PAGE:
Eastside Audubon to divest from fossil fuels

The Board of Directors of Eastside Audubon Society, which serves the Bothell area, voted unanimously to significantly divest from fossil fuel investments over a two-year period and place the funds in alternative investments.

  • Monday, September 7, 2015 8:39pm
  • Life

The following is a release from Eastside Audubon:

The Board of Directors of Eastside Audubon Society, which serves the Bothell area, voted unanimously to significantly divest from fossil fuel investments over a two-year period and place the funds in alternative investments. The chapter’s board believes it is the first Audubon chapter in the country to take this stand for the climate and against fossil fuels. The chapter has now submitted a resolution to the Washington State Audubon Conservation Committee, a body composed of representatives of all 26  Audubon chapters in Washington, seeking to have all Washington State Audubon chapters join the Fossil Free movement.

Eastside Audubon takes this action in response to the National Audubon Society Climate Report which estimates that over 300 species of North American birds are at risk of losing a substantial portion of their breeding range if average global temperature rises more than 2C (4.5F). Such species as the Trumpeter Swan, Northern Pygmy-Owl, Merlin, Bald Eagle and Common Loon will be harmed by continued temperature rise.

Eastside Audubon joins at least 248 other institutions in making a decision to divest from fossil fuels. A full list of the colleges and universities, cities and towns, religious institutions, and foundations which have previously made a commitment to divest from fossil fuel companies can be found on the website of 350.org, an organization devoted to promoting reduction of carbon dioxide, a greenhouse gas, in the atmosphere.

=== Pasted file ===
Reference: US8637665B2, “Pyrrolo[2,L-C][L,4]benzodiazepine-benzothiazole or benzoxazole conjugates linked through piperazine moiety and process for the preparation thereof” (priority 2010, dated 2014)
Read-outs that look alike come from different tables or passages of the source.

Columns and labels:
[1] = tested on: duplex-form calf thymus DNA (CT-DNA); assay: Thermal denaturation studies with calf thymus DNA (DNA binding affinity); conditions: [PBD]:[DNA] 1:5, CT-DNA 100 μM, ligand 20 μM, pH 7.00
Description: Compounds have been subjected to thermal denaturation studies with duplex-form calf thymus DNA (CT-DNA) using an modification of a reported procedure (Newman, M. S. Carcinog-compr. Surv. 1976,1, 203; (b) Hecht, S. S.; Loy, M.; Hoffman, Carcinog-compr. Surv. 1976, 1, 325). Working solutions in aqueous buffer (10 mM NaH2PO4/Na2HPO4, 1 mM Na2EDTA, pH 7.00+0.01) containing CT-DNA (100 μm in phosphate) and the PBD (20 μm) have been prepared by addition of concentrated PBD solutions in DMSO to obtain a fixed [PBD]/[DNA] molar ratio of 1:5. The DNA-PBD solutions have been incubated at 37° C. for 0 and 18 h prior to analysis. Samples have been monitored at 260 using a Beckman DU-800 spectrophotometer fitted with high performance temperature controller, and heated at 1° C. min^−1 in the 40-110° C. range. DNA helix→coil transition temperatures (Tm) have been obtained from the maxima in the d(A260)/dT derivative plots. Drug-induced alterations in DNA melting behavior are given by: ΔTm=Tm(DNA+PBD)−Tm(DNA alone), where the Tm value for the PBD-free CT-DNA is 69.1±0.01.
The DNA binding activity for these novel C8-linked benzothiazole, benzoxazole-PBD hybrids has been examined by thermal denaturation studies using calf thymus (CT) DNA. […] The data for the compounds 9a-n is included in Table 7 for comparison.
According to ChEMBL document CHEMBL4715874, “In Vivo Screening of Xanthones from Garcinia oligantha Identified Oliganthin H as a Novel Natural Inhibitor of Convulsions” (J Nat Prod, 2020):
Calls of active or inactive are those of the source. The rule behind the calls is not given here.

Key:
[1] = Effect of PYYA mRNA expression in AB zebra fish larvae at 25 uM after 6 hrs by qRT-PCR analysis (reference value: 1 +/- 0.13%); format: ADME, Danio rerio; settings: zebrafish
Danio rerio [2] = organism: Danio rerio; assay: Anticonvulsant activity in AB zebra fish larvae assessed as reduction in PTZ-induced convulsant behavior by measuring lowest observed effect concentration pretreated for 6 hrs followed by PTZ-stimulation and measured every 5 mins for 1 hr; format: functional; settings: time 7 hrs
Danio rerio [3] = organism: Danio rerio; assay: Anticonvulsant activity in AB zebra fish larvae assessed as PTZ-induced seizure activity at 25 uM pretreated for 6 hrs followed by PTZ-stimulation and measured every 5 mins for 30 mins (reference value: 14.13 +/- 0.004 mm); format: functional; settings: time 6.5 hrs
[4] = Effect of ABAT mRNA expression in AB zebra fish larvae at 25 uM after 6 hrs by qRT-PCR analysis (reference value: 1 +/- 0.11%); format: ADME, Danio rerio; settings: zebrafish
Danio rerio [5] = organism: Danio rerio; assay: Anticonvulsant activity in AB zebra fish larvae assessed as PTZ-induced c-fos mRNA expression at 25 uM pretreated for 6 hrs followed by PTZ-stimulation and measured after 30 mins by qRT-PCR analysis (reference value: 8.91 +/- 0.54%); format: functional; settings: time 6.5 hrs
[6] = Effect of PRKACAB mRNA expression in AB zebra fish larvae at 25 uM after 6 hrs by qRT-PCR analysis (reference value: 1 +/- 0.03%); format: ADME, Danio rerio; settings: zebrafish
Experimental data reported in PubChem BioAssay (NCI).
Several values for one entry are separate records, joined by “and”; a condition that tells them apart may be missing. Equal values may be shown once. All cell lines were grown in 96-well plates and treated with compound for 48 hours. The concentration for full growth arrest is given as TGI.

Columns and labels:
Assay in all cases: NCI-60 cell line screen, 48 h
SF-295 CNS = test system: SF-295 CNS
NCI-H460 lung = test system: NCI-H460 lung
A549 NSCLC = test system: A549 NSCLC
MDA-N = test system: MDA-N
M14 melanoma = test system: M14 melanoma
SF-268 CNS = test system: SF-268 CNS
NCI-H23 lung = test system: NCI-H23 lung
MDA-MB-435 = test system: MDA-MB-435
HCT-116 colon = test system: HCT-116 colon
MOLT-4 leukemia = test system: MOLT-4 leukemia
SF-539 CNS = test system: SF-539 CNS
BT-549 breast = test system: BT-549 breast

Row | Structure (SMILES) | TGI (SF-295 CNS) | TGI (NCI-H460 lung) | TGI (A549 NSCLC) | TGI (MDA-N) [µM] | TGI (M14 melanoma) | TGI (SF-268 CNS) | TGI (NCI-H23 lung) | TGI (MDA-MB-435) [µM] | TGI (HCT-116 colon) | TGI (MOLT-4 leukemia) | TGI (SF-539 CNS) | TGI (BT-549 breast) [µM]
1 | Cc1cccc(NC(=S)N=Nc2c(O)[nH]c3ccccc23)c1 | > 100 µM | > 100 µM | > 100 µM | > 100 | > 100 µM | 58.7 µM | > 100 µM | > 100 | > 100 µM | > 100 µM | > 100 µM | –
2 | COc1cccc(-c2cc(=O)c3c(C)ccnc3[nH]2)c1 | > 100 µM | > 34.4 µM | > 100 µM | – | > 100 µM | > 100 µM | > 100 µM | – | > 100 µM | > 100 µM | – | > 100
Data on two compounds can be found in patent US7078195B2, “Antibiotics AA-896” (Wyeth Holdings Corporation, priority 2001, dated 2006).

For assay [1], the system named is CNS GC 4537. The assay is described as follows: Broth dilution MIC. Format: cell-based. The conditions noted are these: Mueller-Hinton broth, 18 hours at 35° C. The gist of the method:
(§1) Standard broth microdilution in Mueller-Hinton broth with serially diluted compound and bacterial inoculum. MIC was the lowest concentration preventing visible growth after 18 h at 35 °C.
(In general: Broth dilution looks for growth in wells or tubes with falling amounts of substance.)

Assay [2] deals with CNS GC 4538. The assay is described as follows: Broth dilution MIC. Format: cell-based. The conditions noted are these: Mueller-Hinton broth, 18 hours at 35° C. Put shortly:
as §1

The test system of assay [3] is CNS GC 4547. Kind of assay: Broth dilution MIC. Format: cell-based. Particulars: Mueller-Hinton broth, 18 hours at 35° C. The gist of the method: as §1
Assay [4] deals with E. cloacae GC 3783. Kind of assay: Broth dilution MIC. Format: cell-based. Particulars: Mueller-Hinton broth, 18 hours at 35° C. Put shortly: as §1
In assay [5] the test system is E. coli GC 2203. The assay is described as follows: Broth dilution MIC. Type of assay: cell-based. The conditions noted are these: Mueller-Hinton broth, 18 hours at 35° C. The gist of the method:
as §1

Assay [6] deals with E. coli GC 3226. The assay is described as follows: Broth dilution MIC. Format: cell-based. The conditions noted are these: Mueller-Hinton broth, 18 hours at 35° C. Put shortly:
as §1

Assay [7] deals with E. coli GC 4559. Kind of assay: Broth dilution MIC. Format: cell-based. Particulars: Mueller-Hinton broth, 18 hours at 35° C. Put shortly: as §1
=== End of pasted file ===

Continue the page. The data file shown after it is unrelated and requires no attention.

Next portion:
The Eastside Audubon resolution highlights an increase in average global temperature of 0.8C (1.8F) since the beginning of the Industrial Age and the changes in the climate of our planet Earth that have produced more severe storms in both winter and summer, melting of the Arctic ice in summer, melting of glaciers around the world, spreading of deserts in the equatorial range of the planet, and an extended fire season in the western United States.

The resolution cites the Intergovernmental Panel on Climate Change Fifth Assessment Report issued in 2014 stating that, “continued emission of greenhouse gases will cause further warming and long-lasting changes in all components of the climate system, increasing the likelihood of severe, pervasive and irreversible impacts for people and ecosystems. Limiting climate change would require substantial and sustained reductions in greenhouse gas emissions which, together with adaptation, can limit climate change risks.”

The resolution is also aimed at protecting Important Bird Areas designated by the National Audubon Society, birds and bird habitat, and ultimately all life on the planet as we know it.

 

 

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